The Shell Game

Mar 1, 2002
Outside Magazine

From left to right: Mountain Hardwear Tempest SL Anorak, Patagonia Supercell, Cloudveil Drizzle, The North Face Flight Jacket

The 12-ounce Mountain Hardwear Tempest SL Anorak offers more than the obvious stylistic (and olfactory) improvements over an Inuit caribou-skin kayaking anorak. The house-brand rain-blocking material—Conduit, a hydrophobic membrane sandwiched between ripstop nylon and mesh—stands up to everything this side of a Northwest monsoon, but with untaped seams, the Tempest SL also breathes almost as well as fleece and compacts like a T-shirt. The large helmet-covering hood stows in the collar, and the Tempest's shoulders are roomy enough for unhindered movement. This shell can be worn year-round for almost anything outdoors, particularly running, day hiking, snowshoeing, and, yes, kayaking too. $155; 800-499-8696,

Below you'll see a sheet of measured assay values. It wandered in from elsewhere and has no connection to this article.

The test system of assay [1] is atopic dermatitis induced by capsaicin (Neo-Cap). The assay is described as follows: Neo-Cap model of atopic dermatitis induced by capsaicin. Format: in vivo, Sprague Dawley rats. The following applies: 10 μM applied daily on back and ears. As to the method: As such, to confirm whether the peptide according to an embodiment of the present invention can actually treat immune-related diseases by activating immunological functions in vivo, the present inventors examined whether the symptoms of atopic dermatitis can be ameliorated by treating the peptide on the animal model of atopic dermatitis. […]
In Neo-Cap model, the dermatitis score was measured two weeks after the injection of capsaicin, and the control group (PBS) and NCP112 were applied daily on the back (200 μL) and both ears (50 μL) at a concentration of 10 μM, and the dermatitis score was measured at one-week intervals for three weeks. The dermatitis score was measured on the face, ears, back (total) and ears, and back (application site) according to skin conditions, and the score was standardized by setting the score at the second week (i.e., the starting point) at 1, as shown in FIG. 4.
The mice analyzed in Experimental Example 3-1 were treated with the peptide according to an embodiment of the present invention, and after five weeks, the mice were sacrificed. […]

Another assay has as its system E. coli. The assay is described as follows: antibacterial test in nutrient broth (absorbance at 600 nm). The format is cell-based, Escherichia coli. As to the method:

The Patagonia Supercell doesn't look, sound, or feel like other sub-$200 shells, those crinkly jackets that seem to beg for an iron every time you pull them out of the pack. The H2No laminate, a vapor-permeable foam beneath the nylon fabric, is as soft as cotton. The Supercell also weighs only 15 ounces—about five to ten ounces less than typical three-layer mountain shells—yet it's stacked with all the features you need for intense aerobic backcountry activities: a stowable hood that fits over a helmet, roomy mesh pockets, ventilation zips that run from the elbow to the hip, and a fleece snot-flap on the collar for...well, never mind. It's especially well suited for those spring skiing trips where you encounter wind, snow, sun, and showers—often on the same descent. $180; 800-638-6464,

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